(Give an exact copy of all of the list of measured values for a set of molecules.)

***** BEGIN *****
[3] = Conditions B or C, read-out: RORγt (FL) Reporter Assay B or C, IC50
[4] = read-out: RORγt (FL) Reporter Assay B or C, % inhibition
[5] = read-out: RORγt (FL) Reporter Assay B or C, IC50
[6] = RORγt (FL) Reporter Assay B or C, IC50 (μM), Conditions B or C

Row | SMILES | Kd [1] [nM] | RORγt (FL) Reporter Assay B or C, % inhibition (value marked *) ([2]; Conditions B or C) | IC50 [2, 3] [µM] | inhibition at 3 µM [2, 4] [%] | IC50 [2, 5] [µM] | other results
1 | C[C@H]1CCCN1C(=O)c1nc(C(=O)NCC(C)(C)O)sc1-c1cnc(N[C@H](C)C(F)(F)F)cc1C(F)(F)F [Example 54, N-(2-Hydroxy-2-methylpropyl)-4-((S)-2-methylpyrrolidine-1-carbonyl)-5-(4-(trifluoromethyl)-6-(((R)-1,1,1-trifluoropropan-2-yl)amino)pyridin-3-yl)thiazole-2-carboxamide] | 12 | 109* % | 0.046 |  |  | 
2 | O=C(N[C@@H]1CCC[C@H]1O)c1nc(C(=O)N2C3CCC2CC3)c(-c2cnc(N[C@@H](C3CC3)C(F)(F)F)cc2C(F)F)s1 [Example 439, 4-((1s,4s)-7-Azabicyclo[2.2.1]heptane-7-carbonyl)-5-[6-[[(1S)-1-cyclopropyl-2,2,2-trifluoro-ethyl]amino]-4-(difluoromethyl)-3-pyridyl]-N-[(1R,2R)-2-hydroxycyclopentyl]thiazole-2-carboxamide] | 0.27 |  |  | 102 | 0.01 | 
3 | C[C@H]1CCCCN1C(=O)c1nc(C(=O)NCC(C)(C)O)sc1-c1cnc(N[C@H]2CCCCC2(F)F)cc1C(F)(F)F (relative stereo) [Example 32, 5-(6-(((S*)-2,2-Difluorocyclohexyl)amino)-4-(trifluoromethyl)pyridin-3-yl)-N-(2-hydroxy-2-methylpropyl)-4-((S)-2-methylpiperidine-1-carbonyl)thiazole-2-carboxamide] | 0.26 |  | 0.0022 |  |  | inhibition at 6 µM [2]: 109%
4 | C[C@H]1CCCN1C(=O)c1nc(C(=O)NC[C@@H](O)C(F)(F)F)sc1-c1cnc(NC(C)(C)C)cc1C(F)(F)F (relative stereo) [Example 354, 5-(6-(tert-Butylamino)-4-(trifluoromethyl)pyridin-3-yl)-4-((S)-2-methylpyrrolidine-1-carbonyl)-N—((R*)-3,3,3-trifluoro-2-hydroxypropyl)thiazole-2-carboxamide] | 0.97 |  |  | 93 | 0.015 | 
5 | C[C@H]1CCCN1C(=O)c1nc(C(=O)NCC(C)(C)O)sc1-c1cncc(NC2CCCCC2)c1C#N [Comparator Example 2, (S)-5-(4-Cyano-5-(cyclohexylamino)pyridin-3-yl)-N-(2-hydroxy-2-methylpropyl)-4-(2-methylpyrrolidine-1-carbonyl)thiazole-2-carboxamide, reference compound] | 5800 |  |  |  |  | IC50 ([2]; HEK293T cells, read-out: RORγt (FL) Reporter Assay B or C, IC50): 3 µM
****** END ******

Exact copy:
[3] = Conditions B or C, read-out: RORγt (FL) Reporter Assay B or C, IC50
[4] = read-out: RORγt (FL) Reporter Assay B or C, % inhibition
[5] = read-out: RORγt (FL) Reporter Assay B or C, IC50
[6] = RORγt (FL) Reporter Assay B or C, IC50 (μM), Conditions B or C

Row | SMILES | Kd [1] [nM] | RORγt (FL) Reporter Assay B or C, % inhibition (value marked *) ([2]; Conditions B or C) | IC50 [2, 3] [µM] | inhibition at 3 µM [2, 4] [%] | IC50 [2, 5] [µM] | other results
1 | C[C@H]1CCCN1C(=O)c1nc(C(=O)NCC(C)(C)O)sc1-c1cnc(N[C@H](C)C(F)(F)F)cc1C(F)(F)F [Example 54, N-(2-Hydroxy-2-methylpropyl)-4-((S)-2-methylpyrrolidine-1-carbonyl)-5-(4-(trifluoromethyl)-6-(((R)-1,1,1-trifluoropropan-2-yl)amino)pyridin-3-yl)thiazole-2-carboxamide] | 12 | 109* % | 0.046 |  |  | 
2 | O=C(N[C@@H]1CCC[C@H]1O)c1nc(C(=O)N2C3CCC2CC3)c(-c2cnc(N[C@@H](C3CC3)C(F)(F)F)cc2C(F)F)s1 [Example 439, 4-((1s,4s)-7-Azabicyclo[2.2.1]heptane-7-carbonyl)-5-[6-[[(1S)-1-cyclopropyl-2,2,2-trifluoro-ethyl]amino]-4-(difluoromethyl)-3-pyridyl]-N-[(1R,2R)-2-hydroxycyclopentyl]thiazole-2-carboxamide] | 0.27 |  |  | 102 | 0.01 | 
3 | C[C@H]1CCCCN1C(=O)c1nc(C(=O)NCC(C)(C)O)sc1-c1cnc(N[C@H]2CCCCC2(F)F)cc1C(F)(F)F (relative stereo) [Example 32, 5-(6-(((S*)-2,2-Difluorocyclohexyl)amino)-4-(trifluoromethyl)pyridin-3-yl)-N-(2-hydroxy-2-methylpropyl)-4-((S)-2-methylpiperidine-1-carbonyl)thiazole-2-carboxamide] | 0.26 |  | 0.0022 |  |  | inhibition at 6 µM [2]: 109%
4 | C[C@H]1CCCN1C(=O)c1nc(C(=O)NC[C@@H](O)C(F)(F)F)sc1-c1cnc(NC(C)(C)C)cc1C(F)(F)F (relative stereo) [Example 354, 5-(6-(tert-Butylamino)-4-(trifluoromethyl)pyridin-3-yl)-4-((S)-2-methylpyrrolidine-1-carbonyl)-N—((R*)-3,3,3-trifluoro-2-hydroxypropyl)thiazole-2-carboxamide] | 0.97 |  |  | 93 | 0.015 | 
5 | C[C@H]1CCCN1C(=O)c1nc(C(=O)NCC(C)(C)O)sc1-c1cncc(NC2CCCCC2)c1C#N [Comparator Example 2, (S)-5-(4-Cyano-5-(cyclohexylamino)pyridin-3-yl)-N-(2-hydroxy-2-methylpropyl)-4-(2-methylpyrrolidine-1-carbonyl)thiazole-2-carboxamide, reference compound] | 5800 |  |  |  |  | IC50 ([2]; HEK293T cells, read-out: RORγt (FL) Reporter Assay B or C, IC50): 3 µM